How did you go natural? Did you transition or did you do the big chop? Did anyone help you or encourage you? Big chop. No active encouragement, but my sister had gone natural a year before and I thought, hey I haven't done that before! I was home for Christmas in 1999 and walked over to a neighborhood barbershop one day. After he finally agreed to cut it down to about a half inch, I had it put in small middle-back-length twists before I went back to DC. I took the twists out 4 months later. I know, I know, way too long! And found I absolutely LOVED the texture of my unprocessed hair.

You and Natural Nigerian recently organized a Natural Hair meet-up. What was the motivation behind organizing it? What was it like organizing it? The meet-up was on Saturday. (It was great meeting you!) A couple months ago, Natural Nigerian emailed me the idea of hosting a meet-up. I've been natural a good while but never attended one and I was excited about being part of planning one. We chatted and found we had the same motivations: we wanted to create a place for naturals to come together to support each other, learn about their hair, and share their experiences so that we could all learn, but we also wanted to embrace both naturals and non-naturals. (We don't have an "us and them" mentality. After all, almost all of us had a perm once.)

Organizing it was a lot of work, but you know we naturals love to talk hair, so it was fun work. NN and I had a great team: Sherese Ijewere (a nutrition consultant and meet-up presenter), and NatMane (blogger at and meet-up presenter). We all shared the same meet-up goals and worked well together, juggling our day jobs with planning the event. Three other women were a vital part of making the event a reality: Sherese's friend through whom we met Sherese and to whom we owe so much, a friend of NN's, who helped quite a bit, and the lovely Ugoma Adegoke, owner of meet-up venue The Life House and the most helpful and pleasant venue owner I've ever dealt with. We also had a lot of unexpected help from folks online who took it upon themselves to spread the word via blogs, tweets, Facebook pages, and word-of-mouth. Thank you, so much!

The 3 weeks before the meet-up were a whirlwind of activity for me because I suddenly had a lot of work deadlines and I struggled with my health, but somehow we didn't miss any meet-up planning targets. (Thanks, ladies, for giving me time to design the flyer!). All the work, long nights, and lack of sleep were well worth it: we had a better-than-expected turnout, everyone had a great time, and we all learned from each other.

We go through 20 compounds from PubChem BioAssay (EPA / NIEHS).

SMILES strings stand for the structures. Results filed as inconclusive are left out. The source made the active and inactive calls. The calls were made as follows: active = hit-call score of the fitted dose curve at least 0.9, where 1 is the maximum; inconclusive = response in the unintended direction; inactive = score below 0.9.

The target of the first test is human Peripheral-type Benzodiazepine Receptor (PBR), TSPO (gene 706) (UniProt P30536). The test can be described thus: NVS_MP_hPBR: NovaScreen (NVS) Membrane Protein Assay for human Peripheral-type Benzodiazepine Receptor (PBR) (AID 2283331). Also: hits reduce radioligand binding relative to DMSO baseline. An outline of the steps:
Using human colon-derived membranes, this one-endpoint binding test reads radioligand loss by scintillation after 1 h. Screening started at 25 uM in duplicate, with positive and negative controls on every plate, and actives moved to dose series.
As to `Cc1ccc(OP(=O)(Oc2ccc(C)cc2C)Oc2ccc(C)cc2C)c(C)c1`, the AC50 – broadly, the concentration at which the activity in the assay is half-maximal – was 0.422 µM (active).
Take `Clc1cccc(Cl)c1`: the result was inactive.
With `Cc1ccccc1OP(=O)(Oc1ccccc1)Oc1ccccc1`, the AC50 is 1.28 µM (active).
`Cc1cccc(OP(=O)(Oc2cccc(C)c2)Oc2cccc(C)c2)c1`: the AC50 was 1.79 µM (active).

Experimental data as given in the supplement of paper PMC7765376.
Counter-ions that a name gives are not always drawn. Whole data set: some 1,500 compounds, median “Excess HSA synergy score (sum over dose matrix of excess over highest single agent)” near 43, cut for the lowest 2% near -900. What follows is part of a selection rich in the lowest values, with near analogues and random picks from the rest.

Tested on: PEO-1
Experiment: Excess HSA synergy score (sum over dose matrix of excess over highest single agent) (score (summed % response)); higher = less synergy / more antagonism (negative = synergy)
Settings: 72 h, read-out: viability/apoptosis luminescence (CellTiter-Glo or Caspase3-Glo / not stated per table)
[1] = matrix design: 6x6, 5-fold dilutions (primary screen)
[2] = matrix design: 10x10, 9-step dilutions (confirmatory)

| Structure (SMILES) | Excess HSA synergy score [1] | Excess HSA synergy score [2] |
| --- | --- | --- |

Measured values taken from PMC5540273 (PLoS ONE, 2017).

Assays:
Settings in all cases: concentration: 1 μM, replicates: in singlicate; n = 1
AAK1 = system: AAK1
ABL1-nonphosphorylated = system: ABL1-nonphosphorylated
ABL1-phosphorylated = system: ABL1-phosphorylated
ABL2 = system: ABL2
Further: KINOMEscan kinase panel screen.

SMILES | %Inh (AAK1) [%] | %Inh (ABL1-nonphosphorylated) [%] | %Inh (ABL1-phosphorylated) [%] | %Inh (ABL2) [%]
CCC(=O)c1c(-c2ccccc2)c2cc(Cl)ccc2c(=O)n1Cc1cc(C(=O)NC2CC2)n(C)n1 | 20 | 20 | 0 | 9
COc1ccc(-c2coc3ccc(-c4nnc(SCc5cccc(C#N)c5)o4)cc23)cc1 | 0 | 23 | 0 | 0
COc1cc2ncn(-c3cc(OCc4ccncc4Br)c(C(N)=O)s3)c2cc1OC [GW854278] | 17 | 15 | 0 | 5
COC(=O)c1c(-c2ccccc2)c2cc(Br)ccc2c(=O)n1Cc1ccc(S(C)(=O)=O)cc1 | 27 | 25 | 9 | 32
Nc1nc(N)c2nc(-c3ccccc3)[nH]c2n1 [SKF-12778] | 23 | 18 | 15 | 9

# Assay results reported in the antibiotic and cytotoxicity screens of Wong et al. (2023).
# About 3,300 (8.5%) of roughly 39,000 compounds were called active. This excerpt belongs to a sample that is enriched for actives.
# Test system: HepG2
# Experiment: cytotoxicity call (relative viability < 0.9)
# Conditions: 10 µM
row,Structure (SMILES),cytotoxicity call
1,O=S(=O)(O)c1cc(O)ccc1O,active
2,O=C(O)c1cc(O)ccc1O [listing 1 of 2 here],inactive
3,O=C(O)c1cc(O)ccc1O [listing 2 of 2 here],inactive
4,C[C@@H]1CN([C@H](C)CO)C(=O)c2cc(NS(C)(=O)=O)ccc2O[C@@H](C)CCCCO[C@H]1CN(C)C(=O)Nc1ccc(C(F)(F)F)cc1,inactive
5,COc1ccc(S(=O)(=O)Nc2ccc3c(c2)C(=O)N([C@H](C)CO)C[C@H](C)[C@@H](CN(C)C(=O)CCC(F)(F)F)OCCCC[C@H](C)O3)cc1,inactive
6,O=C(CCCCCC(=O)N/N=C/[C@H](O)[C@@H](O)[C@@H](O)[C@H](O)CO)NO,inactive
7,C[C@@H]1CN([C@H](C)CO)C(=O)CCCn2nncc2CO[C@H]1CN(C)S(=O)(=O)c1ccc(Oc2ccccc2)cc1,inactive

Do you have a “hair mentor” or “hair crush”? I don't really have a hair mentor, but oooh, girl you know we all have several hair crushes! My sister's one, as are youtubers Sera2544, MsVaughnTV, Ahsiek1118, and RusticBeauty, the Black Girl with Long Hair ladies ( and the women featured on their blog, Ms GG (, JenellyBean ( have a long list of hair crushes and they all have coily hair.

What’s your hair regimen? My hair is naturally porous, so I need heavy-duty conditioning, but I discovered it doesn't like a lot of manipulation. What I do:

Every 2 weeks (or whenever I finally get to it), I work in a lot of olive oil as a pre-poo treatment, then co-wash in four or so sections with any VO5 conditioner. I then do an apple cider vinegar/bottled water rinse (to balance out my hair's pH and smooth my hair cuticle), dry well with an old T-shirt, then work in a honey/coconut oil/glycerin deep conditioning mix, put my hair in large twists (to minimize tangling and breakage) under a shower cap and thick scarf (to catch the drippy mess), throw on a headwrap, and go about my day. Because I have hard water, I buy a couple bags of pure water and use them to wash/rinse my hair. I don't use warm water because I'm a little lazy and room-temperature water works the same way.

Several hours later, I work in a Forever Living Products Aloe-Jojoba Conditioner for a few minutes and then rinse out the entire DC. I then section my hair into 8-10 parts and then do a bunch of twists in each section to air-dry, spraying each with a vegetable glycerin/bottled water mix and working in some Motions CPR Triple-Action Leave-In Conditioner gel, my olive oil/coconut oil/jojoba oil mix, and my homemade shea butter mix. This is the only time I ever comb my hair. I air-dry my hair and only undo the twists when I have to go out.

Every night, I twist up my hair and sleep in a plastic cap (to lock in moisture) and a satin bonnet. I sometimes put aloe vera gel on my edges in the morning. Every other night, I work in some water/glycerin mix, oils mix, and hair butter before I go to bed.

Products you would wait in line for? Hmm, I used to be a product junkie, but I don't use a lot of products anymore. So I'd stand in line for apple cider vinegar, coconuts (to make coconut oil from, if the trees in our garden aren't in season), and vegetable glycerin.